Energising our neighbourhood

EU countries are advocating the ‘Energy Union’ as a way to harmonise national energy policies.

Symbolbild Europa - Banner© istockphoto/dem10

When you’re baking sweet treats for Christmas and suddenly run out of flour, it’s good if you can depend on your neighbours to help you out. The same goes for Europe. In March, the 28 Member States of the European Union (EU) agreed to better support one another when it comes to the energy supply – the supply of electricity and gas to be more precise. This project on energy – the Energy Union – is the most ambitious one ever tabled by the EU. Now the Commission has taken stock for the first time.

A unified energy policy

So what does this ‘Energy Union’ that is to be set up entail? The Energy Union is the most important project launched by the European countries to ensure that they all pull in the same direction on energy policy. Today, there are 28 different national energy policy frameworks in place that are not as well coordinated as they might be. The Energy Union is to establish a single, unified energy policy.

The focus is on setting up a joint energy system where electricity, gas and oil can flow freely across national borders. Energy is to be secure and affordable for everybody. In order to use resources in the best way possible, the European Union will rely on a system for energy generation that is based on competition.

The Energy Union is very closely linked to Europe’s ambitious climate policy. By 2030, greenhouse gas emissions are to be cut by at least 40 per cent across Europe relative to 1990 levels. At least 27 per cent of Europe’s energy consumption is to be covered by renewables, and using energy is to be far more efficient than today.

Energy Union will benefit all Europeans

The ‘Energy Union’ will benefit EU citizens in particular. If the size of the market increases and if the market works more effectively, costs will fall. This means that consumers will see their oil and gas bills lowered, and will spend less on fuel. Making prices and costs more transparent, offering greater choice in products and services, and using smart measurement devices will also save people a lot of money.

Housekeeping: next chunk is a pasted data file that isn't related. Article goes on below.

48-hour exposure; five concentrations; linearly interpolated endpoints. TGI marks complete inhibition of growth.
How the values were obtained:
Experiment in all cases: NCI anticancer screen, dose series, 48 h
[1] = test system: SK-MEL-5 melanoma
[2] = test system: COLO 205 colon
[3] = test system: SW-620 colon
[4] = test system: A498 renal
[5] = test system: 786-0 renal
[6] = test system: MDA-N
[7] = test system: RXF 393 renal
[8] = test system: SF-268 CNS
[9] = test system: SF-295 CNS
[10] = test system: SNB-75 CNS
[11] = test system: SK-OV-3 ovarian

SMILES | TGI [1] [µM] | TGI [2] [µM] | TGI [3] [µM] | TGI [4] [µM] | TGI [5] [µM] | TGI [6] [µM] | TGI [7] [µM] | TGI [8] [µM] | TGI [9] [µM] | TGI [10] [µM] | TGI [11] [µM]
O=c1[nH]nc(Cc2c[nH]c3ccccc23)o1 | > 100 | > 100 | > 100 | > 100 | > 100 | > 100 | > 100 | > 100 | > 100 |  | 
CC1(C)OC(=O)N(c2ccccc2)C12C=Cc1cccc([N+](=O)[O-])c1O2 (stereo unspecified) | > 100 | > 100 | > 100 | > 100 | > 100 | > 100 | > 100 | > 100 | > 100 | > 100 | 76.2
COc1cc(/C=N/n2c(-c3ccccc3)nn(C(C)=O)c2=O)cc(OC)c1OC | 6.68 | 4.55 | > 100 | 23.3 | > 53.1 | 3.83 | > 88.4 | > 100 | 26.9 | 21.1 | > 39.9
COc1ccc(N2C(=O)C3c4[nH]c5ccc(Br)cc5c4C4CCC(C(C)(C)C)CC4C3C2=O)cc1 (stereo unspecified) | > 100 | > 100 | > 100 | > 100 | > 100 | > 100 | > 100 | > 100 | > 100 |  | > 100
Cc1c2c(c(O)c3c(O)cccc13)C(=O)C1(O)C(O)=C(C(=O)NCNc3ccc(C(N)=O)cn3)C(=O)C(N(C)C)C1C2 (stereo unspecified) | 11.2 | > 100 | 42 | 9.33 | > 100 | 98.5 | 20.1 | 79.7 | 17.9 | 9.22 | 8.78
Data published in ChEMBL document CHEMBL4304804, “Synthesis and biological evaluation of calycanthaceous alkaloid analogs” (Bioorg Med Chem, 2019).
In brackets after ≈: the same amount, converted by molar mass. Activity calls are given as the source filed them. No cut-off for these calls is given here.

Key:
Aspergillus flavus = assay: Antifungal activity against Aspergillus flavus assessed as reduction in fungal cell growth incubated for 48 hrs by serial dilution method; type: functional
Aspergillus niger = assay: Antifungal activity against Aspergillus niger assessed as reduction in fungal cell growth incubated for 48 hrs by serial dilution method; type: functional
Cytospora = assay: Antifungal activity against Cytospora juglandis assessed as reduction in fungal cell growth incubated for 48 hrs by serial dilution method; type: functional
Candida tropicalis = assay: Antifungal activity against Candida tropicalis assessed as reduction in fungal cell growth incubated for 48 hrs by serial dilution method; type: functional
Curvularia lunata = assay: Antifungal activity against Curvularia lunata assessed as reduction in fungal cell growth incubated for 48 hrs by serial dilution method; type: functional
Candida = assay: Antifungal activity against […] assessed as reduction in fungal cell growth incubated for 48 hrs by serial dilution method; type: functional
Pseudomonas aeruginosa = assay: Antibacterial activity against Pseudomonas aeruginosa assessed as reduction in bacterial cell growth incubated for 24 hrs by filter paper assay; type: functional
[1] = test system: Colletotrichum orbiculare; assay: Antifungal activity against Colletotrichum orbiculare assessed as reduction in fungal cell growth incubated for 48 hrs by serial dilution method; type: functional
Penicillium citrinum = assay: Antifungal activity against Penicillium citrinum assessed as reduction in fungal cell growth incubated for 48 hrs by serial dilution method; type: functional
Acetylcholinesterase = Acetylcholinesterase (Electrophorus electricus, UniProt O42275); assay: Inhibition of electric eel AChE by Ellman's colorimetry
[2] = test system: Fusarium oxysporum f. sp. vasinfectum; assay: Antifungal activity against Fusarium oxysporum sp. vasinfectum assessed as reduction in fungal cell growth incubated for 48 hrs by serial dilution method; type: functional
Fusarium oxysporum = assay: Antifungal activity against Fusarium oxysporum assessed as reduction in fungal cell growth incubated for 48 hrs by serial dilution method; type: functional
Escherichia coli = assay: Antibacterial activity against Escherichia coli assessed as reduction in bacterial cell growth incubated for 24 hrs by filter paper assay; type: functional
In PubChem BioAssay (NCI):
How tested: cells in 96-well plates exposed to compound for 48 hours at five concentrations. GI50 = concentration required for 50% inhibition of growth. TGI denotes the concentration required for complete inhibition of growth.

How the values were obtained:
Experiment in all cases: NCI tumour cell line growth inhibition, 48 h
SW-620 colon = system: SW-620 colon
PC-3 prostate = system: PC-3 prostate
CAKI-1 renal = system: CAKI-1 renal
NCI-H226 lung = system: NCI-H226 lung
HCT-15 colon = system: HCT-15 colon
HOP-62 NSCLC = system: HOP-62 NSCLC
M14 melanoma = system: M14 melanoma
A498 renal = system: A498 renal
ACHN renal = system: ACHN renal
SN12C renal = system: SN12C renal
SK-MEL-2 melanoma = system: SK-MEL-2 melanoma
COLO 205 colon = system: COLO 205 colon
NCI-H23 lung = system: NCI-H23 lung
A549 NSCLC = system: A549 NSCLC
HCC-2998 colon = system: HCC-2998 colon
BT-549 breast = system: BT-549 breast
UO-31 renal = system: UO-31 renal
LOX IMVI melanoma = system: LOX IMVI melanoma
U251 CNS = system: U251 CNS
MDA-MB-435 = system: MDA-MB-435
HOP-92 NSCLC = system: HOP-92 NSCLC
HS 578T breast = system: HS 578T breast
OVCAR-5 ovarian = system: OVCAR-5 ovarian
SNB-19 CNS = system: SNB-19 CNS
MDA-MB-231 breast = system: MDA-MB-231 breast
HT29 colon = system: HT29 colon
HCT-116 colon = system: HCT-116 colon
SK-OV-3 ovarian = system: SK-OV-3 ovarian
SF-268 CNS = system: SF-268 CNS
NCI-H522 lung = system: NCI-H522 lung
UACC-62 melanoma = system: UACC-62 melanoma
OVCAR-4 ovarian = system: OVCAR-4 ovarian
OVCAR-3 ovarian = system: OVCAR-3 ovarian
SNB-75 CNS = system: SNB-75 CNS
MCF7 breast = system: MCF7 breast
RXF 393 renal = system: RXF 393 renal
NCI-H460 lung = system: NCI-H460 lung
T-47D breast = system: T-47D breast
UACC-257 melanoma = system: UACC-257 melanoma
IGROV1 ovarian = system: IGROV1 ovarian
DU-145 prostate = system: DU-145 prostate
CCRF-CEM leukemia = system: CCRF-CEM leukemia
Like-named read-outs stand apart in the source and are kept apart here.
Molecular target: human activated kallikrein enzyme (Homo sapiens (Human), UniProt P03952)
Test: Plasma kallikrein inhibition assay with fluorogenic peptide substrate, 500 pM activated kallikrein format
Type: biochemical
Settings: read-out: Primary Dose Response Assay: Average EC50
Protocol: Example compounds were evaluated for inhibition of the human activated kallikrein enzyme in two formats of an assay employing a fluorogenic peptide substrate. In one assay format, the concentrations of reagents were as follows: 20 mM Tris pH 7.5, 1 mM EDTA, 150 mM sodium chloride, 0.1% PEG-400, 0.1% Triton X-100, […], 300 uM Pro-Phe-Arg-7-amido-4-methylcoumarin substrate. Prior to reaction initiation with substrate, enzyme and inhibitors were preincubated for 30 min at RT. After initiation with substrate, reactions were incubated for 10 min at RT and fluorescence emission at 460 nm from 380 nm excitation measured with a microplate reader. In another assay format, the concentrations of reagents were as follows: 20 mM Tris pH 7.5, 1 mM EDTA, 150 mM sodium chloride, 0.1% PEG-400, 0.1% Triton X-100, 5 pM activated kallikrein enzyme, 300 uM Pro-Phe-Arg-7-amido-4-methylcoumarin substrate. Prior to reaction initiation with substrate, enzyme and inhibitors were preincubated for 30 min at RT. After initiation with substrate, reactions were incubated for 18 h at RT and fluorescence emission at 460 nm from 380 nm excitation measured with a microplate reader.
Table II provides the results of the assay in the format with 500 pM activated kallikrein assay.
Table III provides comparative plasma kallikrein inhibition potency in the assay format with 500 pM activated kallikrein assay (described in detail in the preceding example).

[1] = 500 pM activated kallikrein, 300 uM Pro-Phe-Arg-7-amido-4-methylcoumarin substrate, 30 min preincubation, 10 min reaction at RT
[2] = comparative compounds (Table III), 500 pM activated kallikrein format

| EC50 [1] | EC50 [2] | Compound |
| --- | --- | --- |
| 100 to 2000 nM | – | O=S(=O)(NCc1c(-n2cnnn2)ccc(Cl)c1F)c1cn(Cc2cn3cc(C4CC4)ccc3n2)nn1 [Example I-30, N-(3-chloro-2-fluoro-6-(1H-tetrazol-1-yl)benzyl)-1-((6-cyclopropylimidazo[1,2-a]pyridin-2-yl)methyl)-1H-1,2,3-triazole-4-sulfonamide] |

Connecting national energy systems also improves security of supply. If, due to a bottleneck, there is not enough electricity or gas available in one place, a well developed cross-border energy infrastructure can help to transport energy to wherever it is needed. This comes in handy in times of high shares of renewable energy. The wind might be stronger in some countries than in others, and even though the sun may be shining in one place, this is not necessarily the case elsewhere. Thus, the Energy Union is a safeguard against blackouts and reduces Germany’s dependence on energy imports.

Germany leads the way on expanding electricity generation from renewable sources and raising energy efficiency

In November, the European Commission published its Report on the State of the Energy Union. It is based on an analysis of the situation in the individual Member States and provides recommendations on the areas where countries need to step up their efforts.

Germany, for example, needs to accelerate the building of so-called ‘interconnectors’ – the cross-border interconnection points for transmission lines. But Germany also received praise for its efforts in researching and developing new technologies, in particular those used in the area of renewables and energy efficiency.

Germany has made great strides in both areas. The share of renewables in electricity consumption has increased more than fivefold since 2000, rising from six percent in 2000 to more than 32 per cent in the first half of 2015. The target is to reach 45 per cent in 2025. On 18 November 2015, the Cabinet adopted the new 'Energy Efficiency Strategy for Buildings', a roadmap for bringing down carbon emissions in the buildings sector to almost zero, reducing fossil energy consumption by 80 per cent compared to 2008.

This is the national strategy for Germany. But the report by the European Commission lays out further obligations. Every EU Member State is to develop an energy and climate plan for the period between 2021 and 2030 stating how much it plans to contribute to the EU’s energy and climate targets mentioned above. Every two years, Member States are required to report on their progress. This monitoring process is important in order to ensure that the EU can meet its energy and climate targets.

State Secretary Baake said: “It is crucial that the plans on energy and climate policy presented by the Member States are uniform and comparable. This is the only way that we can improve the coordination of national policies and ensure that the EU, the Member States and investors can plan ahead. For four years now, Germany has been publishing a monitoring report on the Energiewende. This has really proven worthwhile. The report shows us where we stand and provides us with the data we need to enhance the system and meet our targets as planned. I am convinced that the EU, too, will benefit from a monitoring process that is transparent.”

In order to make further progress on the Energy Union, the Commission is to publish annual reports.